Data Collection

Data were obtained using a structured survey form. Respondents were admitted consecutively by interviews conducted by the principal investigator and her team. Those who had consented were informed of the purpose of the study and the reasons for which they were approached. An information sheet with detailed explanations was read for them. The measuring instrument that was used was the structured survey form. This sheet is entitled: “Psychological consequence of the Corona virus disease pandemic in Kinshasa, in the Democratic Republic of Congo”. It is made up of several closed and open questions with short answers. The first part of the questionnaire made it possible to collect information on the socio-demographic characteristics of the respondents. The second part of the sheet made it possible to identify aspects of COVID-19. The third part gives a score which describes the psychological state of the respondents. Psychological aspects were measured using the Hospital Anxiety and Depression Scale (HADS) score.26

The following definitions were used in the present work. Depression was defined as a HADS score greater than 7, doubtful depression as a HADS score between 8 and 10; and certain depression as a HADS score greater than or equal to 11. Anxiety was defined as a HADS score greater than 7, doubtful anxiety as a HADS score between 8 and 10, and certain anxiety as a HADS score greater than or equal to 11. In this study, we considered all respondents with a score greater than 7 as presenting an anxiety and depressive disorder.26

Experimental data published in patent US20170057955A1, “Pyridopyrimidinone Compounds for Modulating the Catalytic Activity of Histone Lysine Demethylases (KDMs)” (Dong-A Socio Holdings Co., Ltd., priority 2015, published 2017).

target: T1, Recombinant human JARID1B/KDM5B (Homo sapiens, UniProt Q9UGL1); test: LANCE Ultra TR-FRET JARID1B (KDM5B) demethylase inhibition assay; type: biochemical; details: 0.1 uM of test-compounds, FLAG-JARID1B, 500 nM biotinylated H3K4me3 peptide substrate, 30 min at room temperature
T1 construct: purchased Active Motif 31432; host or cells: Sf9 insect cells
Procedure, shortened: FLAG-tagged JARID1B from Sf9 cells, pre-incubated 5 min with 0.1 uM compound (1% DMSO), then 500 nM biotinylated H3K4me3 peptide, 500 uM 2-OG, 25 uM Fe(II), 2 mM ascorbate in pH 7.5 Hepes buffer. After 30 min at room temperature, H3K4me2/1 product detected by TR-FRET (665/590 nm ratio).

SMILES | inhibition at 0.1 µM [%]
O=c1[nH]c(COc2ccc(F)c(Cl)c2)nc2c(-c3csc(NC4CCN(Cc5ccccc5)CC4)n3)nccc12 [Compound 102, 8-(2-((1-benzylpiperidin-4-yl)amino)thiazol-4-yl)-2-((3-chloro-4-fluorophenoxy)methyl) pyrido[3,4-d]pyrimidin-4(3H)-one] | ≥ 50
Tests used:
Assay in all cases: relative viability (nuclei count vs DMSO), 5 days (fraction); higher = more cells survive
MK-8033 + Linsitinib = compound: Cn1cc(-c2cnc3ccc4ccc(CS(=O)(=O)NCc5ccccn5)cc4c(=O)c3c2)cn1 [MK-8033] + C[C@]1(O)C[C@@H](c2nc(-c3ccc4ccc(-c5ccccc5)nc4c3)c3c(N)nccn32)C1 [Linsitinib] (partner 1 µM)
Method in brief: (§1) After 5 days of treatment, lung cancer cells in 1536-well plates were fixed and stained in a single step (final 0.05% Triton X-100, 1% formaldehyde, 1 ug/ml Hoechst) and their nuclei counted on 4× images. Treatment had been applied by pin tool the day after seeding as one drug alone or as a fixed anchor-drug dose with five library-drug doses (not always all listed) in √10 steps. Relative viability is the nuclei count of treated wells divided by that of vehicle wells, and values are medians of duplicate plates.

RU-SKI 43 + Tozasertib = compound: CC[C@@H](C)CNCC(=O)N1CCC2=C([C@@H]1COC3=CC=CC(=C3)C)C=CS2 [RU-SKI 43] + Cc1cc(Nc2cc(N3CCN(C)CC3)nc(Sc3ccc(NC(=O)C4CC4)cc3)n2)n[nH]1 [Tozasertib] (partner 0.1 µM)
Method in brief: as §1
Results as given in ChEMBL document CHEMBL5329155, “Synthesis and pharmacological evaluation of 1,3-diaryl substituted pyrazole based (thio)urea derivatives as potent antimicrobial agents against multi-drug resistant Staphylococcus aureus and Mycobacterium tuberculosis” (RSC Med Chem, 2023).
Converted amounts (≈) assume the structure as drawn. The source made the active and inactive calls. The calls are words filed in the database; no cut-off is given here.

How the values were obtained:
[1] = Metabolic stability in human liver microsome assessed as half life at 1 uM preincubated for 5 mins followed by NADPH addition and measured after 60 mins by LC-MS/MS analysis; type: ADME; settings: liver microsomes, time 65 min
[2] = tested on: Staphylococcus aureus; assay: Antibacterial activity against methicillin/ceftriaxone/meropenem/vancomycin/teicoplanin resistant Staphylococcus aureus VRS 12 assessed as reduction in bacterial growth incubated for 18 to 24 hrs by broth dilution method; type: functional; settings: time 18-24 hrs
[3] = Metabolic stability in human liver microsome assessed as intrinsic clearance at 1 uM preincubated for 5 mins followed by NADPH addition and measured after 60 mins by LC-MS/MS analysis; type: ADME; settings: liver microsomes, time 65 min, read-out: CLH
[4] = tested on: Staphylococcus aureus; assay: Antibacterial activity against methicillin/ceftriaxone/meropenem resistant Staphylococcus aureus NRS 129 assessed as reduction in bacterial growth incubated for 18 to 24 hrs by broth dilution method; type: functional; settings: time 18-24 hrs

The level of education was categorized into two groups: high level and low level. Any respondent with no education, or primary and secondary education, was considered to have a low level of education, while respondents with a higher or university level were considered to have a high level of education.

Statistical Analysis

Analyses were performed using SPSS 21.0. Descriptive statistics consisted of calculating the mean and standard deviation for quantitative data and the proportions for categorical data. Pearson’s chi-squared test or Fisher’s exact test was used to compare the proportions, while the Student’s t-test was used to compare the means. The search for the determinants of psychological aspects (anxiety and depression) was carried out by the logistic regression test in univariate analysis. When differences were observed between anxiety or depression and the independent variables, the effect of potential confounders was investigated by logistic regression adjustment in multivariate analysis. Finally, the odds ratios (ORs) and their 95% confidence intervals (95% CIs) were calculated to determine the degree of association between anxiety or depression and the independent variables. A p value <0.05 was considered to be the threshold of statistical significance.